I would do a test run of the mixture before using it on a model. Back when Floquil was the "go to" paint I was looking for a way to get a faded  appearance on some single sheathed boxcars in grain hauling service and was warned not to add white  as it would turn the red to pink but to use a  buff color.. I can't say if the white would have turned the red pink as I never tried it.
Good luck, Walt
In a message dated 8/4/2020 11:45:50 AM Eastern Standard Time, davelawler@...  writes|
Thank you Mark. I have some Floquil Boxcar red and Reefer White in my old paint stash,
more than enough to paint a HO caboose. I guess I'm good to go.
Dave Lawler

Re: NYC 19000 series caboose color

Walter Cox
 

Hi Dave,
I would do a test run of the mixture before using it on a model. Back when Floquil was the "go to" paint I was looking for a way to get a faded  appearance on some single sheathed boxcars in grain hauling service and was warned not to add white  as it would turn the red to pink but to use a  buff color.. I can't say if the white would have turned the red pink as I never tried it.
Good luck, Walt
In a message dated 8/4/2020 11:45:50 AM Eastern Standard Time, davelawler@...  writes|

Thank you Mark. I have some Floquil Boxcar red and Reefer White in my old paint stash,
more than enough to paint a HO caboose. I guess I'm good to go.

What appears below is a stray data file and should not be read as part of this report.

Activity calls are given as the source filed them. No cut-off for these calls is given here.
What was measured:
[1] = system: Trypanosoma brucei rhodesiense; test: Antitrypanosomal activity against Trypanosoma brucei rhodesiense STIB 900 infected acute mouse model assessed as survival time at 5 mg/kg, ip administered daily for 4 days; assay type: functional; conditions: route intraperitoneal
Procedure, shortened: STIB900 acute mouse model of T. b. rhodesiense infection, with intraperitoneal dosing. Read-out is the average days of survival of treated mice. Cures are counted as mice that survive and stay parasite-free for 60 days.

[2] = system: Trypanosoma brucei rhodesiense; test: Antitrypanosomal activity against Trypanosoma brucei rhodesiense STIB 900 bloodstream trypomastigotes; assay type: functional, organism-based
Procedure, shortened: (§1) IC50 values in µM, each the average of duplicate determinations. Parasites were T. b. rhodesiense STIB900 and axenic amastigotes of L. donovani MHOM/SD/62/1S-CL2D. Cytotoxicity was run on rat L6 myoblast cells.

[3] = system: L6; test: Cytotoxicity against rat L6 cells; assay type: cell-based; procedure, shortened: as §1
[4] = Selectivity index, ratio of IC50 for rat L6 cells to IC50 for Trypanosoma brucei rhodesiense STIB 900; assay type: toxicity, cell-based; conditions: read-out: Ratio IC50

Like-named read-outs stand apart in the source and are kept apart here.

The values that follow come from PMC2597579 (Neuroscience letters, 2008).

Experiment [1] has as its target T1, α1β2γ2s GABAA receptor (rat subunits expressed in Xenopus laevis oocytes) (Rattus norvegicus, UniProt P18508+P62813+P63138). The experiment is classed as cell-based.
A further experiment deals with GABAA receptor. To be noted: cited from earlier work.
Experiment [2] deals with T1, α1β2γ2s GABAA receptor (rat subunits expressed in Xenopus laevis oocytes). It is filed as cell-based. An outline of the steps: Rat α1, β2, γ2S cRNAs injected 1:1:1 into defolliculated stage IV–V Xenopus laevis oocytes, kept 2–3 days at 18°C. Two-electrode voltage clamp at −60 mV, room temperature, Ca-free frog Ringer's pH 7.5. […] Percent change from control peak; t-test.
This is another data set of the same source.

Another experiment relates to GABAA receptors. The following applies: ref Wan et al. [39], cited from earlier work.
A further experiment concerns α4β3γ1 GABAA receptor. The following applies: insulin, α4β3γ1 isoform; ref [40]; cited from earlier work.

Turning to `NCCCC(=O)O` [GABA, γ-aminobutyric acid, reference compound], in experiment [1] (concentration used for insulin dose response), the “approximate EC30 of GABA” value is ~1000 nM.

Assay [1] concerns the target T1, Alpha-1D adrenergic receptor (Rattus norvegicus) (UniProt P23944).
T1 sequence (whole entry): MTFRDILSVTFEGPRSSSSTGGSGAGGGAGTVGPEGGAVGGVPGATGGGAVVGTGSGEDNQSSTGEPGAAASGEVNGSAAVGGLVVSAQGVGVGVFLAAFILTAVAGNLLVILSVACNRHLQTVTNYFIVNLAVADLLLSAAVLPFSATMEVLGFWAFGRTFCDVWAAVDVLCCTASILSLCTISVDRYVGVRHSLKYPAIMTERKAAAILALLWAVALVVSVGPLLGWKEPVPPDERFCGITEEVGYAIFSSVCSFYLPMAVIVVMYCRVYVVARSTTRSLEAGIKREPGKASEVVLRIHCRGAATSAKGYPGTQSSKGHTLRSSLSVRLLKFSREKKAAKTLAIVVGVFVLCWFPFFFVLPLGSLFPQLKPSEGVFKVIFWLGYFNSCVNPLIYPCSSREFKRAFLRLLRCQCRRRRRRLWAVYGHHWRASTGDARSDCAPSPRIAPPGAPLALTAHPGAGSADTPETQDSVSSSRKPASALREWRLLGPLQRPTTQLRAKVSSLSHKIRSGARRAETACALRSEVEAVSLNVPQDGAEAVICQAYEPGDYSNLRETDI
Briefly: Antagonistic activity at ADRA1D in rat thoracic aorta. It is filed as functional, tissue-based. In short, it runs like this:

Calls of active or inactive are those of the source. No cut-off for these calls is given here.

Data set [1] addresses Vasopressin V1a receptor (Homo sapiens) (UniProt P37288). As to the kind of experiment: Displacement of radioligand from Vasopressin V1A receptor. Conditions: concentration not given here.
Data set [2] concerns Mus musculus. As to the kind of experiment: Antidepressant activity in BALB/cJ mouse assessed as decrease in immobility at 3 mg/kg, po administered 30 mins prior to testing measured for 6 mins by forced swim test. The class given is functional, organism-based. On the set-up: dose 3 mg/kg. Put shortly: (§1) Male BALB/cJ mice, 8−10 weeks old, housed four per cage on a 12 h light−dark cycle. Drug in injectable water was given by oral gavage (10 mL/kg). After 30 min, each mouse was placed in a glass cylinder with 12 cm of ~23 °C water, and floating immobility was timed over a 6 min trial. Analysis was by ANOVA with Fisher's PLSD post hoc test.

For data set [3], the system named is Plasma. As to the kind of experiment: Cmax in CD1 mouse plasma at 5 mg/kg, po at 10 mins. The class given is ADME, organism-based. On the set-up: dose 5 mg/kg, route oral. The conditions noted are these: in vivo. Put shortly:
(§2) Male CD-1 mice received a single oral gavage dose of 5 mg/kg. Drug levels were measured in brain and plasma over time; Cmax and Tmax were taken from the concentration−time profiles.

Dave Lawler

Re: NYC 19000 series caboose color

Dave Lawler
 

Thank you Peter, you've laid my fears to rest.
Dave Lawler

Re: Oscar Mayer Freight Car taken in 1931

Richard Townsend
 

-----Original Message-----
From: G.J. Irwin <groups@...>
To: main@RealSTMFC.groups.io
Sent: Tue, Aug 4, 2020 11:47 am
Subject: Re: [RealSTMFC] Oscar Mayer Freight Car taken in 1931

With respect to the Oscar Mayer car, if I recall correctly from my late father's accumulation of HO trains, the folks at Athearn did a car similar to the retouched photo Claus referenced.   It had red sides, black ends and roof, white lettering.  I don't recall if there were any reporting marks.

A "not a Steam Era Freight Car," perhaps?

--George Irwin

Re: Oscar Mayer Freight Car taken in 1931

G.J. Irwin
 

With respect to the Oscar Mayer car, if I recall correctly from my late father's accumulation of HO trains, the folks at Athearn did a car similar to the retouched photo Claus referenced.   It had red sides, black ends and roof, white lettering.  I don't recall if there were any reporting marks.

A "not a Steam Era Freight Car," perhaps?

--George Irwin

DT&I Postwar AAR Boxcar – Front Range Upgrade #2

Robert Chapman
 

Continuing to clean out the three-decade stash of unbuilt styrene undec kits. Front Range kit #4070 features 10-panel riveted sides, 8-foot door, diagonal panel roof, and R-3-4 ends; a prototype near-match is DT&I's #14300-14549 series (the prototype with early improved dreadnaught ends, the model the similar late version). 

As with other circa-1990 kits, the carbody is decent, but the detail parts are well below current standards. Upgrades include Kadee ladders/grabs/Ajax brakewheel, and Kato ASF A-3 trucks. The kit’s deep fishbelly sidesills were modified to match the prototype’s flat bolster-to-bolster profile. The prototype featured a Kerrigan runningboard; I substituted the similar Apex from Yarmouth. Decals are K4.Thanks to Craig Wilson, Tim O’Connor, and John Stanford for their photo and technical help.